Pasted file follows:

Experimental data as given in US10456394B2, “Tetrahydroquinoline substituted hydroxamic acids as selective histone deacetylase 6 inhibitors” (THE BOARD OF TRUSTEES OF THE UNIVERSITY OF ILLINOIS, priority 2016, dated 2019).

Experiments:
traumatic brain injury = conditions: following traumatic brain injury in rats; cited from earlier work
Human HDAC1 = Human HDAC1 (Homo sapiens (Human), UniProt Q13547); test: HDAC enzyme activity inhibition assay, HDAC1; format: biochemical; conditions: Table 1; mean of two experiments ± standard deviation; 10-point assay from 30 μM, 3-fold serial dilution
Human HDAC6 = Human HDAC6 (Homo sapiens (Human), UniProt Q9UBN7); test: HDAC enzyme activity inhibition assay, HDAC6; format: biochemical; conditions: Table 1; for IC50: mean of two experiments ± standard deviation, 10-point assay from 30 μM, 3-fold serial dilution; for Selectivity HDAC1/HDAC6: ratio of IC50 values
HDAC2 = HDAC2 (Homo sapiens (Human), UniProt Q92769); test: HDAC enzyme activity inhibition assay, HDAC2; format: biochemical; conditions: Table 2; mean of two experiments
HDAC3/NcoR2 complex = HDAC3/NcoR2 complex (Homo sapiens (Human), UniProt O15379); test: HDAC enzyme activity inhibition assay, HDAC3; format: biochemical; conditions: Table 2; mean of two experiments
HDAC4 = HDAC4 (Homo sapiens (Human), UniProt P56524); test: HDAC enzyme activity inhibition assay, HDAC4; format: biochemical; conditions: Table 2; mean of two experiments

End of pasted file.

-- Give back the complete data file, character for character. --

Experimental data as given in US10456394B2, “Tetrahydroquinoline substituted hydroxamic acids as selective histone deacetylase 6 inhibitors” (THE BOARD OF TRUSTEES OF THE UNIVERSITY OF ILLINOIS, priority 2016, dated 2019).

Experiments:
traumatic brain injury = conditions: following traumatic brain injury in rats; cited from earlier work
Human HDAC1 = Human HDAC1 (Homo sapiens (Human), UniProt Q13547); test: HDAC enzyme activity inhibition assay, HDAC1; format: biochemical; conditions: Table 1; mean of two experiments ± standard deviation; 10-point assay from 30 μM, 3-fold serial dilution
Human HDAC6 = Human HDAC6 (Homo sapiens (Human), UniProt Q9UBN7); test: HDAC enzyme activity inhibition assay, HDAC6; format: biochemical; conditions: Table 1; for IC50: mean of two experiments ± standard deviation, 10-point assay from 30 μM, 3-fold serial dilution; for Selectivity HDAC1/HDAC6: ratio of IC50 values
HDAC2 = HDAC2 (Homo sapiens (Human), UniProt Q92769); test: HDAC enzyme activity inhibition assay, HDAC2; format: biochemical; conditions: Table 2; mean of two experiments
HDAC3/NcoR2 complex = HDAC3/NcoR2 complex (Homo sapiens (Human), UniProt O15379); test: HDAC enzyme activity inhibition assay, HDAC3; format: biochemical; conditions: Table 2; mean of two experiments
HDAC4 = HDAC4 (Homo sapiens (Human), UniProt P56524); test: HDAC enzyme activity inhibition assay, HDAC4; format: biochemical; conditions: Table 2; mean of two experiments